Responding to Climate-Related Security Risks: Reviewing Regional Organizations in Asia and Africa

2018. Current Climate Change Reports. (with Malin Mobjörk).

Purpose of Review: This paper presents new insight on the approaches and ability to respond to climate-related security risks in four regional intergovernmental organizations (IGOs) in Asia and Africa—ASEAN (South East Asia), SAARC (South Asia), ECOWAS (West Africa), and IGAD (East Africa).

Recent Findings: IGOs are becoming increasingly important in responding to climate-related security risks, given the transnational character of these risks. Previous research has primarily focused on Western-based IGOs, whereas more attention is needed on IGOs in fragile and developing regions to increase our understanding of the emerging challenges and to take adequate measurements to mitigate climate-related security risks.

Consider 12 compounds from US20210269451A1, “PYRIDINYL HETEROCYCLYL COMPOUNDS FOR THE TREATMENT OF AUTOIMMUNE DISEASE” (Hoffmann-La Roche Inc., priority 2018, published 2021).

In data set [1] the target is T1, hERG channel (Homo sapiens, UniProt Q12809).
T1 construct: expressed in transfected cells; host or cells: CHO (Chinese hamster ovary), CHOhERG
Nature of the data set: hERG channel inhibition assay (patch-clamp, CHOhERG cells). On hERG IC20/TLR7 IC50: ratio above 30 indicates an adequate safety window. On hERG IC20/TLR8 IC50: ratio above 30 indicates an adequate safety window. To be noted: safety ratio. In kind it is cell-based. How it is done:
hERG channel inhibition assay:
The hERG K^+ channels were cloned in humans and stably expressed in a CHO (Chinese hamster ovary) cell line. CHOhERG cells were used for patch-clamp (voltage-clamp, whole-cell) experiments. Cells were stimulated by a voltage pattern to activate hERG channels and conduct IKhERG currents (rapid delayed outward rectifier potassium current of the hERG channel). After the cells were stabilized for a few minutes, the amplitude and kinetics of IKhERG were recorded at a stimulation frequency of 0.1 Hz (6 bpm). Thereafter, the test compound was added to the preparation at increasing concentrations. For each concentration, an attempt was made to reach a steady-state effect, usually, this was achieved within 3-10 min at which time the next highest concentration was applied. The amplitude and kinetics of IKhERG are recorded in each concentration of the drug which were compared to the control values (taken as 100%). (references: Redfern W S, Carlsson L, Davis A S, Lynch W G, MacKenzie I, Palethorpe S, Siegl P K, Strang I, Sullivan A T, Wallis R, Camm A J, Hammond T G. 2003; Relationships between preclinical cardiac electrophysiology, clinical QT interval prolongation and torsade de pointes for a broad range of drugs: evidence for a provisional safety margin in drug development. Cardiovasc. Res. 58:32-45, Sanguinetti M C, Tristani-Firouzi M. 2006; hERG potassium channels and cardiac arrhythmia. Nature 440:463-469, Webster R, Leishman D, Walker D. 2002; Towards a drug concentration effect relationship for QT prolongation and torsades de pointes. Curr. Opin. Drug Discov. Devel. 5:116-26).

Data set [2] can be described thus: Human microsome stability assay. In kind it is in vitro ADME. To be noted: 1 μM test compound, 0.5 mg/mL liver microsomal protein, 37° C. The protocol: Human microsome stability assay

Summary: We show that the regional security context and vulnerability to climate change affects the framing of climate-related security risks, and that the risks identified often relate to livelihood conditions and development, rather than state security. Measurements are taken, but the key challenge remains the implementation of these policies.

Keywords: Climate-related security risks Intergovernmental organizations Climate change Security

Link to article on the publisher’s website

Water Service Provision and Peacebuilding in East Timor – Exploring the socio-ecological determinants of sustaining peace

2018. Journal of Intervention and Statebuilding. (with Suzanne Gignoux).